Erislandy Lara can’t get a rematch against Canelo Alvarez, but his brother will fight him

Santos A. Perez
Miami Herald

Before Gennady Golovkin experienced the frustrations of allowing judges decide his fights against Saul “Canelo” Alvarez, Erislandy Lara could have provided him a first-hand account.

Lara, after all, was the victim of a disputed decision loss when he fought Alvarez five years ago in Las Vegas. Like Golovkin in his two close bouts with Alvarez, Lara felt he did sufficient ring work to earn a victory. But when fighting Alvarez, and especially in Las Vegas, the prospects of winning a decision have become impossible.

For years, Lara unsuccessfully pursued a rematch against Alvarez. In fact, moments after their bout, Lara voiced his argument for a second bout when Alvarez’s promoter Oscar De La Hoya tauntingly told him to “go to the back of the line” and wait his turn.

Unable to land another bout with Alvarez, the native of Cuba will seek revenge instead with another member of the current middleweight champion’s family. Lara (25-3-3, 14 KOs) will face Alvarez’s brother, Ramon, Aug. 31 in Minneapolis.

The scheduled 12-round bout will air on Fox as Lara also attempts to remain in contention to reclaim the 154-pound championship. The winner will earn a second-tier sanctioning body title.

“This fight against Ramon Alvarez is personal for me, as I have history with the Alvarez family,” Lara said. “Expect another great fight and a spectacular performance.”

After his close loss to Canelo Alvarez, Lara won a super-welterweight title and made five successful defenses. Lara’s reign ended last year in a tight split decision loss against Jarret Hurd. A 12th round knockdown by Hurd swung the scorecards and cost Lara his title.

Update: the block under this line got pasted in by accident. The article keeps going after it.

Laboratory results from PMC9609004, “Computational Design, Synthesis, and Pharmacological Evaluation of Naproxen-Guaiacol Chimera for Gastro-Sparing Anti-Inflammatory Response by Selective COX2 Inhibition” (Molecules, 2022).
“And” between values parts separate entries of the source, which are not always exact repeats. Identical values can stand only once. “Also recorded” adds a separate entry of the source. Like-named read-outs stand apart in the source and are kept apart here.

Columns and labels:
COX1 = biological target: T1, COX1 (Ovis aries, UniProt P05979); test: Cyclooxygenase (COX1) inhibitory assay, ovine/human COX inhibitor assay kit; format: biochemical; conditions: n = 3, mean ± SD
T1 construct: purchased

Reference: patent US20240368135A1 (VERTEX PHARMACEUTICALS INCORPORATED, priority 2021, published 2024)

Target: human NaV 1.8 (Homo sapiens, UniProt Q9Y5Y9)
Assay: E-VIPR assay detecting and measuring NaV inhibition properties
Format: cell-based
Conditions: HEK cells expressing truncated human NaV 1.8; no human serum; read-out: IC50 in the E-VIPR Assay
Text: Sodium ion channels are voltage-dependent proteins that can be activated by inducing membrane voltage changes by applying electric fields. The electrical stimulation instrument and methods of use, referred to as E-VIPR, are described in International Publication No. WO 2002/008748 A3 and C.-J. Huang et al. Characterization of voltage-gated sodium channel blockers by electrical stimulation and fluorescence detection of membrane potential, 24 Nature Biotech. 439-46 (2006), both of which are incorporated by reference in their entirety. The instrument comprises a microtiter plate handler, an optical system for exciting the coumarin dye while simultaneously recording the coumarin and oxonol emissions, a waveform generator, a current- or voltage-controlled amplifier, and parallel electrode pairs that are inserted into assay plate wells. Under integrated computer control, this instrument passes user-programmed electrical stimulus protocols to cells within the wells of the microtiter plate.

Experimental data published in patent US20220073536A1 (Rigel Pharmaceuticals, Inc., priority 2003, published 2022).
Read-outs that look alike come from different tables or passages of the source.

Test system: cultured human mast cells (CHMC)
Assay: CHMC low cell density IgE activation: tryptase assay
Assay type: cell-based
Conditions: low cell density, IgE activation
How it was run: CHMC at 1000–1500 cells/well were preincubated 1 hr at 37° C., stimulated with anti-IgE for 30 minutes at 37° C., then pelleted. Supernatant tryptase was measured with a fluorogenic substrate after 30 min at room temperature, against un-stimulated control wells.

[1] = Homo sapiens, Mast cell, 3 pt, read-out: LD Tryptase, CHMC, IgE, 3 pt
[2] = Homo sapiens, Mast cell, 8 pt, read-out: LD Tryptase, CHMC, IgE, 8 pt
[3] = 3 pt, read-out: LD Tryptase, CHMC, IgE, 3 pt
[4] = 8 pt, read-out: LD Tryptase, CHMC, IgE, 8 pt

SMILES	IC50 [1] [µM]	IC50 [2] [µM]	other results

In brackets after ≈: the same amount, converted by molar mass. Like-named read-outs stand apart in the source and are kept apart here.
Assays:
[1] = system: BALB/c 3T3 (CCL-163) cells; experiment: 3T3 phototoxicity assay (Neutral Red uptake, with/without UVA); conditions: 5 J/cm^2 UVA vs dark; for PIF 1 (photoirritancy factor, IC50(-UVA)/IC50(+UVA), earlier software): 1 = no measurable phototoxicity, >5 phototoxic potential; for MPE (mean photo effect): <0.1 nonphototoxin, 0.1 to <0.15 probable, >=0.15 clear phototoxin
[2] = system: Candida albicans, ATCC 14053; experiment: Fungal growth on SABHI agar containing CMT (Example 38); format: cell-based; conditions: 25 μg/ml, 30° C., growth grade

In his comeback bout against Brian Castaño on March 2, Lara again dealt with yet another close result. The three judges submitted conflicting scorecards as the bout ended in a split draw.”

Because of the frequent close decisions negating him victories, Lara vows to pursue a knockout against Alvarez. Emphasizing aggression would offset the boxing style that has defined Lara’s career.

The opportunity to face Alvarez’s brother likely becomes another motivator. Ramon Alvarez (28-7-3, 16 KOs) has one previous fight outside his native Mexico, when he was stopped in nine rounds by former lightweight champion Brandon Rios last November.

“I’ve worked hard my whole career for a fight like this and I’m going to take advantage,” Alvarez said. “My brother beat Lara a few years back and I’m going to be the next Alvarez to beat Lara.”

Hall of Fame recognition

Jose “Mantequilla” Napoles’ recognition as one of the best fighters in boxing history was verified with his inclusion in the first class inducted into the International Boxing Hall of Fame in 1990.

A two-time welterweight champion, Napoles died Friday in Mexico. Napoles was 79.

Napoles fought his first 21 professional bouts in his native Cuba. When the island nation’s communist government banned professional sports, Napoles left Cuba in 1961 and moved to Mexico, where the country’s passionate boxing fans adopted him as one of their own.

In 1969, Napoles scored a 13th-round technical knockout over Curtis Cokes to win the world welterweight title at the Forum in Inglewood, California. Napoles made three successful defenses before losing the belt against Billy Backus in 1970.

Backus granted Napoles a rematch the following year and the former champion reclaimed his belt with an eighth-round TKO win.

Napoles’ second title reign featured 10 successful defenses. During his second championship run, Napoles unsuccessfully sought the middleweight title against champion Carlos Monzon in 1974.

Fighting in an era when champions frequently took non-title dates, Napoles kept a busy ring schedule between defenses.

“Napoles came from a family of boxers, his father, uncles and cousins all fought,” said boxing historian and author Enrique Encinosa, whose book “Hard Leather: A History of Cuban Boxing” features a chapter on Napoles. “He could do everything. He could box, fight aggressively and counterpunch. His one flaw was that he cut frequently. That’s why Billy Backus beat him.”

Napoles retired after losing his title against John Stracey in 1975. His career record was 81-7 with 54 knockouts. He also fought in 18 title bouts, the most by a Cuban-born fighter

Coming up: Thursday (10 p.m., DAZN): Luis Feliciano vs. Genaro Games, 10, super-lightweights.; Friday (10 p.m. Showtime): Vladimir Shiskin vs. DeAndre Ware, 10, super-middleweights; Saturday (10 p.m., Fox Sports1): Brandon Figueroa vs. Javier Chacon, 12, super-bantamweights.

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